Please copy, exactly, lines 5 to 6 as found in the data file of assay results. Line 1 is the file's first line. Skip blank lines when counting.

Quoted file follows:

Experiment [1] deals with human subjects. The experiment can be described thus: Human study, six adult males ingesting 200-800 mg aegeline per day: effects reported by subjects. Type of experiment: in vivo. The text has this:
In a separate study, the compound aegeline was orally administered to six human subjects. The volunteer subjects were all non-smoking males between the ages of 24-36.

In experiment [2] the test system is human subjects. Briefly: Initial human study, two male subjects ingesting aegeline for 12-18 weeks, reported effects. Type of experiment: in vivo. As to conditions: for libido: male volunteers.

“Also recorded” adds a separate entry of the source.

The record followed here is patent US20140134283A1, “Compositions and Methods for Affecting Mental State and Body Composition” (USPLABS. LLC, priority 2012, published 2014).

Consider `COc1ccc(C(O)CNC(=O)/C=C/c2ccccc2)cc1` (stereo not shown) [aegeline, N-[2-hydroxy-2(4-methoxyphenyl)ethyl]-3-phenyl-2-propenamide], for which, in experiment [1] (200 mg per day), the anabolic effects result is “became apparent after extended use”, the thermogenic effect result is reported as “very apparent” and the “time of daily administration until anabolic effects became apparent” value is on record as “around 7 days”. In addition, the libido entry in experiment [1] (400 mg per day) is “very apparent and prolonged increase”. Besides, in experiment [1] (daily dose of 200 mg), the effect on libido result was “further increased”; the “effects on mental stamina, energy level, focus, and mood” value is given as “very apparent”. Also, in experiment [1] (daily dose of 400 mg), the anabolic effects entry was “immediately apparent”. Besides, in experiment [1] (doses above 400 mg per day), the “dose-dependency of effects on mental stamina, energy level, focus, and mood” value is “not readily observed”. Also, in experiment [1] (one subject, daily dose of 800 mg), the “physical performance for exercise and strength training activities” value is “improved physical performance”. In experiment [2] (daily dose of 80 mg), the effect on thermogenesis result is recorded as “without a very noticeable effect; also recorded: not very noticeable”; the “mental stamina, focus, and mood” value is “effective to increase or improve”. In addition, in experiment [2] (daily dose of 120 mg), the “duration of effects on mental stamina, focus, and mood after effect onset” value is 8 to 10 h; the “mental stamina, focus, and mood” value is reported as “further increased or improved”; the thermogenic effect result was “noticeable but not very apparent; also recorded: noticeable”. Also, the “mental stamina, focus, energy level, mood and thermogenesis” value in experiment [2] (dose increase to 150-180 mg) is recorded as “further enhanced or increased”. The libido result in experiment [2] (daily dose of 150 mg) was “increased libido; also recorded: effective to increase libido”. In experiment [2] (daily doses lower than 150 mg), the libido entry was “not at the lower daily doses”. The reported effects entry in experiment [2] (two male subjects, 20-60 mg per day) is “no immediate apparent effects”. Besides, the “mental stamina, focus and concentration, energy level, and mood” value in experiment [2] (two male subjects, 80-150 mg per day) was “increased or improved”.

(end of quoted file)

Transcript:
The record followed here is patent US20140134283A1, “Compositions and Methods for Affecting Mental State and Body Composition” (USPLABS. LLC, priority 2012, published 2014).

Consider `COc1ccc(C(O)CNC(=O)/C=C/c2ccccc2)cc1` (stereo not shown) [aegeline, N-[2-hydroxy-2(4-methoxyphenyl)ethyl]-3-phenyl-2-propenamide], for which, in experiment [1] (200 mg per day), the anabolic effects result is “became apparent after extended use”, the thermogenic effect result is reported as “very apparent” and the “time of daily administration until anabolic effects became apparent” value is on record as “around 7 days”. In addition, the libido entry in experiment [1] (400 mg per day) is “very apparent and prolonged increase”. Besides, in experiment [1] (daily dose of 200 mg), the effect on libido result was “further increased”; the “effects on mental stamina, energy level, focus, and mood” value is given as “very apparent”. Also, in experiment [1] (daily dose of 400 mg), the anabolic effects entry was “immediately apparent”. Besides, in experiment [1] (doses above 400 mg per day), the “dose-dependency of effects on mental stamina, energy level, focus, and mood” value is “not readily observed”. Also, in experiment [1] (one subject, daily dose of 800 mg), the “physical performance for exercise and strength training activities” value is “improved physical performance”. In experiment [2] (daily dose of 80 mg), the effect on thermogenesis result is recorded as “without a very noticeable effect; also recorded: not very noticeable”; the “mental stamina, focus, and mood” value is “effective to increase or improve”. In addition, in experiment [2] (daily dose of 120 mg), the “duration of effects on mental stamina, focus, and mood after effect onset” value is 8 to 10 h; the “mental stamina, focus, and mood” value is reported as “further increased or improved”; the thermogenic effect result was “noticeable but not very apparent; also recorded: noticeable”. Also, the “mental stamina, focus, energy level, mood and thermogenesis” value in experiment [2] (dose increase to 150-180 mg) is recorded as “further enhanced or increased”. The libido result in experiment [2] (daily dose of 150 mg) was “increased libido; also recorded: effective to increase libido”. In experiment [2] (daily doses lower than 150 mg), the libido entry was “not at the lower daily doses”. The reported effects entry in experiment [2] (two male subjects, 20-60 mg per day) is “no immediate apparent effects”. Besides, the “mental stamina, focus and concentration, energy level, and mood” value in experiment [2] (two male subjects, 80-150 mg per day) was “increased or improved”.